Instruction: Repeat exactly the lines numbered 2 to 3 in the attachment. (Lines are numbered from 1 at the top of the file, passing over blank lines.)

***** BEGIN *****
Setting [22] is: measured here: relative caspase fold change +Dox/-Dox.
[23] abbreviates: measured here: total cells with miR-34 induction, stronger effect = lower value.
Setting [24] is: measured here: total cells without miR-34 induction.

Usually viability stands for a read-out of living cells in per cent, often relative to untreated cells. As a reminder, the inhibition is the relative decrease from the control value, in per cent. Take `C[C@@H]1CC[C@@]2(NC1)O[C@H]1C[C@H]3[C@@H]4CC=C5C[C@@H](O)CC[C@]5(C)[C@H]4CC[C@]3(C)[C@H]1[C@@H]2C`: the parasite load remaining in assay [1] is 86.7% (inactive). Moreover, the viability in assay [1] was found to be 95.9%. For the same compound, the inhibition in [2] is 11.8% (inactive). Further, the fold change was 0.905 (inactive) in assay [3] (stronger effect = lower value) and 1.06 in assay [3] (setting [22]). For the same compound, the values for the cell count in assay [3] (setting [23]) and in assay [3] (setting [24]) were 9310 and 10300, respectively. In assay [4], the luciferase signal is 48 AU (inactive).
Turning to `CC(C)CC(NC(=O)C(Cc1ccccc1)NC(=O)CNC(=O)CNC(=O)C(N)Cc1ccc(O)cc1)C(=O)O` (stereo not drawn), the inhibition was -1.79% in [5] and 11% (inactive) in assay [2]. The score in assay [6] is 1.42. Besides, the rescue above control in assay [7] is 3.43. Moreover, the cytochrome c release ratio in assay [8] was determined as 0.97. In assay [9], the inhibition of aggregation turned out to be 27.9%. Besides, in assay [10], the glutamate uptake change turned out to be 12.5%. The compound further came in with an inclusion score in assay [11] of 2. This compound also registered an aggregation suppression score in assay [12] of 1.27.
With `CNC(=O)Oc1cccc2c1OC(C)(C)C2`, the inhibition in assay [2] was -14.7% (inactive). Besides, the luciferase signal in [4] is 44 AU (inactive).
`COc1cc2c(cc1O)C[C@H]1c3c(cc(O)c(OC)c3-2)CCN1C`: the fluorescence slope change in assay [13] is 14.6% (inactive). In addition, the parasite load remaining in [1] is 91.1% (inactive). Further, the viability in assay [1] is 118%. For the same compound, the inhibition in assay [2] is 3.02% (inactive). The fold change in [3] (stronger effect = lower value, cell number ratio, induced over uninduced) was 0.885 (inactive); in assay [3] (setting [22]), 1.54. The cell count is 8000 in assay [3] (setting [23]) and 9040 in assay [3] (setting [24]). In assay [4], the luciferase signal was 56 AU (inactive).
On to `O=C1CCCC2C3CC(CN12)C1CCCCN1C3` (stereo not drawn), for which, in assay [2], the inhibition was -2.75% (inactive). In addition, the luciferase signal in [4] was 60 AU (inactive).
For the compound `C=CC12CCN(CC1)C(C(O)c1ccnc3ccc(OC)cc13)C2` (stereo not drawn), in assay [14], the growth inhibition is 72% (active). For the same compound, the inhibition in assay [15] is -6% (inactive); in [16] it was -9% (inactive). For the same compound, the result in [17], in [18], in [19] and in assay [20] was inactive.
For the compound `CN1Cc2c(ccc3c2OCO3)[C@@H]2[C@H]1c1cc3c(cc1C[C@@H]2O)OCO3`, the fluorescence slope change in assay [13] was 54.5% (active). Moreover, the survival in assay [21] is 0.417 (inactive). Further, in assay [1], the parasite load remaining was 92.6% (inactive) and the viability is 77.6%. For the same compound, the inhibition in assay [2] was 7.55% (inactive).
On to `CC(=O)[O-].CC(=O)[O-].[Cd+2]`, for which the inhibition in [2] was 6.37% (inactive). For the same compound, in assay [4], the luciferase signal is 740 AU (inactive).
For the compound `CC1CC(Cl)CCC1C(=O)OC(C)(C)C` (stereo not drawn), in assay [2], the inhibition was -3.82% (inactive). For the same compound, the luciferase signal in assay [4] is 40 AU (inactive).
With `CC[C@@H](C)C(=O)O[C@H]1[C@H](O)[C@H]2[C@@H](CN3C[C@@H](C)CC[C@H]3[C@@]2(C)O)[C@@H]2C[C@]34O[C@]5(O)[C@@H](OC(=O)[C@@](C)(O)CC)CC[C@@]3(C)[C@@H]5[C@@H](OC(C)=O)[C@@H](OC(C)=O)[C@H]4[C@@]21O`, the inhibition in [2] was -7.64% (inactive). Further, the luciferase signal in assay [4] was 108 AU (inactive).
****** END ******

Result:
[23] abbreviates: measured here: total cells with miR-34 induction, stronger effect = lower value.
Setting [24] is: measured here: total cells without miR-34 induction.